'Bombs' welcomed by troops in jungle
Name: Ken Lockyer
Unit: 322 Carrier Wing USAAF
Location: New Guinea
It's not often that the troops want to thank the airmen who are dropping bombs on them but this certainly happened in New Guinea during World War II. It helped that the 'bombs' were actually parcels of newspapers and ice cream destined to cheer up the men fighting in the steaming jungles below.
But what a morale booster it was to have this aerial bombardment arrive just when you were cursing the elements and the war in general.
Captain Ken Lockyer, Wireless Operator Gunner (WAG) Jimmy Packer and Flying Officer Ted Staal were regulars on the 'courier run' from Australia to New Guinea and the Pacific islands, officially carrying General MacArthur's commands to the Allied forces.
They flew come rain, come shine, and never missed a flight regardless of the conditions or weather, according to Mrs Anne Lockyer. In spite of opposition from the Americans, it was their idea to deliver to the men in the field ice cream, cake and newspapers, she added.
"My husband went to Mr Christopherson, of Peter's Ice Cream in Brisbane, who was happy to give him as much ice cream as the aircraft could carry to deliver to 'the boys' on a regular basis," Mrs Lockyer said.
Their efforts were well and truly welcomed by the troops, several of whom wrote to the RAAF trio to thank them for the drops. Sapper Ken Izzard was typical of the writers.
Dear Ken, Fred & Jim,
Just a few lines to let you know that the bombing you done on the morning of 28-2-45 using ice-cream as bombs, was very accurate indeed," he wrote." Two of the boys and myself were doing a bit of a hike in the mud & heat & cursing the world in general & the bloody Nips in particular for making us come up to this steaming hell.
After the cursing we tried to cool things down by telling one & other how a nice long draught of frosty beer or something cold would go.
I think you must have heard us, for about 5 minutes after we heard the familiar roar of engines & made a concerted dash for a clearing, hoping to be on the receiving end of a good old Aussie paper.
Just as we made the clearing we looked up in time to see a parcel leave the door & it landed about 15 feet [4.5 metres] in front of us. Needless to say it was a matter of seconds before the paper was torn off & there looking us dead in the eye was six great blocks of ice cream. For a minute we just stood & gaped but I must admit it was a short minute. We then promptly called smoko & with the aid of some Infantry boys soon made a mess of the ice-cream & believe me it was very nice & in good shape on landing.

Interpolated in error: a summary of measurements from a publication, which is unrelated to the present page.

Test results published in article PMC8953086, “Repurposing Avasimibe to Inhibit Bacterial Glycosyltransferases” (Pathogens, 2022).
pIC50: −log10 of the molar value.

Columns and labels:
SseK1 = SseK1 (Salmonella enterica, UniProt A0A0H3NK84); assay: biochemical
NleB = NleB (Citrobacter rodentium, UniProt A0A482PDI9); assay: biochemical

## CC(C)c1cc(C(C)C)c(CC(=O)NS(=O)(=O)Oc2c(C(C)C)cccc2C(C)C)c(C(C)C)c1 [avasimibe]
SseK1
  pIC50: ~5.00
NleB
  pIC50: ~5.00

I'd like you to thank Mr Christopherson for his kindness in passing bricks along for you to drop on to the boys. Believe me when I say that the boys appreciate greatly the job you do between you & again when I say that your plane is the most popular on the Island & is waited on by all the boys in hopes that they may get a paper.
You say that you're sorry that you can't get enough papers to go round. Well, I can honestly say that the boys understand that your supply is limited & appreciate your kind deeds to the full extent.
You tell us to give the Japs hell. Well the boys are doing just that & with no beg pardons. The Japs are doing a bit of running but get caught up with fairly often.
The RAAF have been having some good shooting & they work in well with the boys & give them great support. We may go crook at them later if we have to fill in any of the craters they made.
Maybe I'll run into you when you have a new strip. I certainly would like to meet up with the three of you and thank you personally for the grand job you are doing for and with the boys.
Well I guess I've bored your ears quite enough so I'll finish this dribble sending my regards & good flying to you all, & thanks once again. Yours faithfully Ken Izzard.
Ken Lockyer and Jimmie Packer died within days of each other in February 2000. Ted Staal was chairman of Emerald Shire Council for many years until he retired.
Ted Staal recalled his days flying in New Guinea with some nostalgia.
My flying time with these two quite outstanding men is still very vivid in my memory, he said. I clocked up nearly 1000 hours in my time flying together with them.
The conditions were sometimes appalling, both in climate & a geographical sense, cyclones being reasonably common, both to fly into - & hopefully out!
In a recent letter to Mrs Lockyer, Ted Staal wrote:
Ken was our captain and a top man indeed. In essence actually, rank was of no consequence. We were just a team of brothers.
The material for this article was supplied by Mrs Anne Lockyer of South Australia
8/01/2002 10:31:15 AM